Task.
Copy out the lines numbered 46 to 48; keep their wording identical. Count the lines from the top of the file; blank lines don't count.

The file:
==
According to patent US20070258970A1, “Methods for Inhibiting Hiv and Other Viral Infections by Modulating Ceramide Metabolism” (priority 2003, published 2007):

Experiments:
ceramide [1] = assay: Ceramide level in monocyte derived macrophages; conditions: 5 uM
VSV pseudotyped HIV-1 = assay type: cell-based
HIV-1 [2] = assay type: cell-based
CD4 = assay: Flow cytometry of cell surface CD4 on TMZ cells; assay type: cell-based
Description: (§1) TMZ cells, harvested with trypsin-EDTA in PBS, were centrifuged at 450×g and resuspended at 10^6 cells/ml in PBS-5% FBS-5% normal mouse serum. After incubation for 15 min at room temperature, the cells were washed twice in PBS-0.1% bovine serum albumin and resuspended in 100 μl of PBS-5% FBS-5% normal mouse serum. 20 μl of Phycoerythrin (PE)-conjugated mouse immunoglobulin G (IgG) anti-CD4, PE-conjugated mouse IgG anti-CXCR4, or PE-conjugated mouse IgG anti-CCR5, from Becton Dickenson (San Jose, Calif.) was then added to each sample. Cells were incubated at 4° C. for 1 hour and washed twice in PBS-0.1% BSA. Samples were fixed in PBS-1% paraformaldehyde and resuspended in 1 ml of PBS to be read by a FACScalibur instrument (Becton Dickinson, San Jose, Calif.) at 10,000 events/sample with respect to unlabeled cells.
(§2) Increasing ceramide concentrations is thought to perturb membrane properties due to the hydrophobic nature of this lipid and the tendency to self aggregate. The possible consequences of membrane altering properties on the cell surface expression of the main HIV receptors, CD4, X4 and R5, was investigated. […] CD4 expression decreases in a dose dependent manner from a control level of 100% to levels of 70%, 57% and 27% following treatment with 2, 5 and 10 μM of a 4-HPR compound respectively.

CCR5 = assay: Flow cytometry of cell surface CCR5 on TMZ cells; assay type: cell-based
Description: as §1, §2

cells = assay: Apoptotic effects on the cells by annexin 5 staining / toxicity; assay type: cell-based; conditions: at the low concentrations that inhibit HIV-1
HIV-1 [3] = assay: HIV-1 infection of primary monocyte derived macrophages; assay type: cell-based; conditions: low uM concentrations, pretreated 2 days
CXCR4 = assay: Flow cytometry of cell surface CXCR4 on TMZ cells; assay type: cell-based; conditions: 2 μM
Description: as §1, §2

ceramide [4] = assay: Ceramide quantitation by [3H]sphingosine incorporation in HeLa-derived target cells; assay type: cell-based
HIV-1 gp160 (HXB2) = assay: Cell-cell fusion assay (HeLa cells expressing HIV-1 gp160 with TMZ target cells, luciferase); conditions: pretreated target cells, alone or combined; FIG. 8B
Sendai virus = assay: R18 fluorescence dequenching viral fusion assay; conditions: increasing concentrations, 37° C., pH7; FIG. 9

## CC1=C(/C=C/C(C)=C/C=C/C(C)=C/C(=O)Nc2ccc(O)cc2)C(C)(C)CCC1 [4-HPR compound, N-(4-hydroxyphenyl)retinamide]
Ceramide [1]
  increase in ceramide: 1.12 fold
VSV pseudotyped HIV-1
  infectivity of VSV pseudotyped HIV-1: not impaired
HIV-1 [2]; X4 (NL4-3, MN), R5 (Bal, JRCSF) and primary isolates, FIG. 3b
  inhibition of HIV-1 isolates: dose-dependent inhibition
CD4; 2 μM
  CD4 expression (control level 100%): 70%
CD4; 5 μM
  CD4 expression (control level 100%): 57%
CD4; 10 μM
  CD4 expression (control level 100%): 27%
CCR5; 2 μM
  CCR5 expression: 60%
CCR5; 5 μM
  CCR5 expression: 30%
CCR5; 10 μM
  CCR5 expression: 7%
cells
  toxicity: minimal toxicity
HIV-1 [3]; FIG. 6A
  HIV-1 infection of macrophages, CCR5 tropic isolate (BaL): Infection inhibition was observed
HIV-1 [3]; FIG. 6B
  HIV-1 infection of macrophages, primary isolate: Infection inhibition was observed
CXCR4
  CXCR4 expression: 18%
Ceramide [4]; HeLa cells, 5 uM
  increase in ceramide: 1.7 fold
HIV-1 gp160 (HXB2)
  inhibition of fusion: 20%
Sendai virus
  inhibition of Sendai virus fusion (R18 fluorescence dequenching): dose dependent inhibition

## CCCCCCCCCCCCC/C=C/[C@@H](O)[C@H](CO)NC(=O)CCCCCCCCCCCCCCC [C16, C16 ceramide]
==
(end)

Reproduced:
  increase in ceramide: 1.7 fold
HIV-1 gp160 (HXB2)
  inhibition of fusion: 20%